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1. I have read the section on plagiarism that appears on the reverse side of this sheet.
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REVIEW ESSAY QUESTION (20% of Unit Marks, 1,500 word limit)
Using the two papers by Rousseau and Sylla, what lessons can be drawn by emerging markets economies from the experiences of the countries covered? In your answer, include issues relating to the creation of a viable financial system (and the different ‘models’ employed), as well as the impact of these on economic growth and trade.
There are various lesson which we can draw from the distinct relationships between a strong financial system, economic growth and infused trading. Both papers of Rousseau and Sylla namely, “Emerging Financial Markets and Early U.S. Growth” and “Financial Systems, Economic Growth and Globalization” provide the insightful view of these learning points. From the point of view of an emerging market economy of these well-established financial markets and/or countries, an ideal financial system can be described which can be of great impetus for an economy’s rapid growth and competitiveness in a highly competitive, globalized financial and economic markets.
The very top lesson is that a well defined, highly established and innovative financial structure is the key to a country’s economic take off and further growth. This was evidenced by the United States’ rise to economic powers at the onset of the Industrialized Period. After the Revolutionary War, the U.S. was bankrupt and it was the establishments of many chartered banks that spurred their economy towards greater wealth and stability.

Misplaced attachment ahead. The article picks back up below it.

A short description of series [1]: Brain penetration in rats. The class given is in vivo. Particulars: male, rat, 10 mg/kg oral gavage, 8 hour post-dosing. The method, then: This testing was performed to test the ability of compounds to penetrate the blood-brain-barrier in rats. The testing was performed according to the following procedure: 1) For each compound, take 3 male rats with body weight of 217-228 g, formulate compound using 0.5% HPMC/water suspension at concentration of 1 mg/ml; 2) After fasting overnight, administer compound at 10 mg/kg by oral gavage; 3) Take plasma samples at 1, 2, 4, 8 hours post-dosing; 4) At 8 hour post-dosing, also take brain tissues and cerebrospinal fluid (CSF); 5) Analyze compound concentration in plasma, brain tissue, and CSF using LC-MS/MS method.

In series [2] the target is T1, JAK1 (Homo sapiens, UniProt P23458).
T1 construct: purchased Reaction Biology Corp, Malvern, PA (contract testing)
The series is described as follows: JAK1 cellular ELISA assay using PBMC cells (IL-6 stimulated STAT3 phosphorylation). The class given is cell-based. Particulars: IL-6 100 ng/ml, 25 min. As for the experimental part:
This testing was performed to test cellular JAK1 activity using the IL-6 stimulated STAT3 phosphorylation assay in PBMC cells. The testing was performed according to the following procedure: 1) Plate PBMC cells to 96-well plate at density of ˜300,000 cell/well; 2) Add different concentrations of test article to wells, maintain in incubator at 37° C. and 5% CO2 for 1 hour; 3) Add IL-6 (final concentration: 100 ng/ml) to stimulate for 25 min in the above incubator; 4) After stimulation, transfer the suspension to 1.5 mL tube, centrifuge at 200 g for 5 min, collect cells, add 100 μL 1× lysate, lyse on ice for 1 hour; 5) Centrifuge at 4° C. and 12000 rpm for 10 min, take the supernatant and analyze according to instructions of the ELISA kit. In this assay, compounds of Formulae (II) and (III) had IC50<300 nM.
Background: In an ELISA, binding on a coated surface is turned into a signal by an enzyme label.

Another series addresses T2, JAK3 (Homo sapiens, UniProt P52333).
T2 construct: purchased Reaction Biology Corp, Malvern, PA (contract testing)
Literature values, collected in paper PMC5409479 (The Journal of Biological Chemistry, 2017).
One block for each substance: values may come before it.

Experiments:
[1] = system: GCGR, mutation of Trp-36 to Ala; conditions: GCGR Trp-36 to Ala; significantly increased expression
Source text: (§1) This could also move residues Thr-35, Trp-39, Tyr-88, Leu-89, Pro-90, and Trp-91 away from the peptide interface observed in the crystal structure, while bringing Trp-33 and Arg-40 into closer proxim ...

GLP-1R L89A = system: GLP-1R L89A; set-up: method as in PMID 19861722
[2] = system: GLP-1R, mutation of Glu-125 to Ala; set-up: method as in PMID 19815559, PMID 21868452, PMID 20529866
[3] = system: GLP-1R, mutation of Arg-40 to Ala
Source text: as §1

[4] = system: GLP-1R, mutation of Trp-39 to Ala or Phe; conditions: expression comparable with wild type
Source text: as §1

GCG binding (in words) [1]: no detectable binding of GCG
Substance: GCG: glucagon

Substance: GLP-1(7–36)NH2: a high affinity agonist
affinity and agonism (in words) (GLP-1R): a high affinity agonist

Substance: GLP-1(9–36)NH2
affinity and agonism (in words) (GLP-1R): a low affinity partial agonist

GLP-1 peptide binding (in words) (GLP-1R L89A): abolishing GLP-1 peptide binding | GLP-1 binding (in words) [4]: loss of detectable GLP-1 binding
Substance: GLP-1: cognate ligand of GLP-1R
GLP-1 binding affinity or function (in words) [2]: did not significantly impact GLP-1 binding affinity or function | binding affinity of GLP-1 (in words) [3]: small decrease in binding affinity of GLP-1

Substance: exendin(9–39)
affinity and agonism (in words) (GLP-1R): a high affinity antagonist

The U.S. leaders developed a mechanism for mobilizing the resources required to patch the country’s land mass through economic infrastructure, promotion of local and international trade, and the development of a productive modern sector. By political leadership, its Congress chartered a national bank, the Bank of the United States, which was a combination of public and private equity. Private investors tendered federal debt to participate.
Through this important bank, the U.S. was able to improve the country’s credit standing and establish a more uniform currency. Dollars were defined through gold and silver as the moneraty bases. A federal mint was also established to make their coins. Thus, the three aforementioned institutional bnaks grew and 8 new banks were chartered by different U.S. states in the 1790s. (State-chartered banks were similar to federally chartered Bank of the United States. They were corporations with limited liability, hence, they attracted tremendous capital investments.) Another 73 banks were chartered over the nex ten years. These banks profits ignited the rapid expansion that multiplied these financial institutes into 834 state banks by 1840. (Rousseau & Sylla, 1999) After another twenty years, these banks doubled.
Hence, by the 1820s, the U.S. had an innovative financial system in place. These banks have indeed expanded the financial system and strengthened the country’s public finances. Banks financed smaller and more information-intensive investments until they grow into a considerable size worthy of direct public investment. These banks also attracted diverse capital and they were the key to the establishment of an early securities markets in the country.